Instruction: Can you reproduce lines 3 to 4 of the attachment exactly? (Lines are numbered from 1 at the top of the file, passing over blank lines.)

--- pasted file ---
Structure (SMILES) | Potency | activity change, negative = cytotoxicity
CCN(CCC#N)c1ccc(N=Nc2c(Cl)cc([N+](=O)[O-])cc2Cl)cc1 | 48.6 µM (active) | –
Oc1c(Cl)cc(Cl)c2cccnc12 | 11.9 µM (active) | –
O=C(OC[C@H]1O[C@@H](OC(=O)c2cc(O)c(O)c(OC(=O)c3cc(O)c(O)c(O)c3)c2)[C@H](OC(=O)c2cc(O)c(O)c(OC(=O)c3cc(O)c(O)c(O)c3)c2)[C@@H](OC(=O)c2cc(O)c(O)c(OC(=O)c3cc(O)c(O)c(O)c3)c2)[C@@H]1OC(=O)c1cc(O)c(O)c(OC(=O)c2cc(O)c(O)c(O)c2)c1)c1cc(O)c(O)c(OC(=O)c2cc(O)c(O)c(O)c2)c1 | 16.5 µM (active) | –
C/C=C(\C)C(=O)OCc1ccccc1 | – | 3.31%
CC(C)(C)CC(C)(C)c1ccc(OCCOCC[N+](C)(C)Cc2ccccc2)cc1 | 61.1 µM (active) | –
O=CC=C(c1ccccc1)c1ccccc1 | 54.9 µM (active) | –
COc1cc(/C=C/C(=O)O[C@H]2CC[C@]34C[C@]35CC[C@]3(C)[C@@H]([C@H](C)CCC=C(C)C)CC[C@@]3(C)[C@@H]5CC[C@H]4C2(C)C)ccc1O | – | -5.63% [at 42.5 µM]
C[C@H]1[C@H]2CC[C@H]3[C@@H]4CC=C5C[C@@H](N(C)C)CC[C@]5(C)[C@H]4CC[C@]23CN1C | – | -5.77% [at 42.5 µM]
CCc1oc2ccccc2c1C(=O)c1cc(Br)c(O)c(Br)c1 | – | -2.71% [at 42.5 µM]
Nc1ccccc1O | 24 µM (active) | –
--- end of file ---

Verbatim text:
Oc1c(Cl)cc(Cl)c2cccnc12 | 11.9 µM (active) | –
O=C(OC[C@H]1O[C@@H](OC(=O)c2cc(O)c(O)c(OC(=O)c3cc(O)c(O)c(O)c3)c2)[C@H](OC(=O)c2cc(O)c(O)c(OC(=O)c3cc(O)c(O)c(O)c3)c2)[C@@H](OC(=O)c2cc(O)c(O)c(OC(=O)c3cc(O)c(O)c(O)c3)c2)[C@@H]1OC(=O)c1cc(O)c(O)c(OC(=O)c2cc(O)c(O)c(O)c2)c1)c1cc(O)c(O)c(OC(=O)c2cc(O)c(O)c(O)c2)c1 | 16.5 µM (active) | –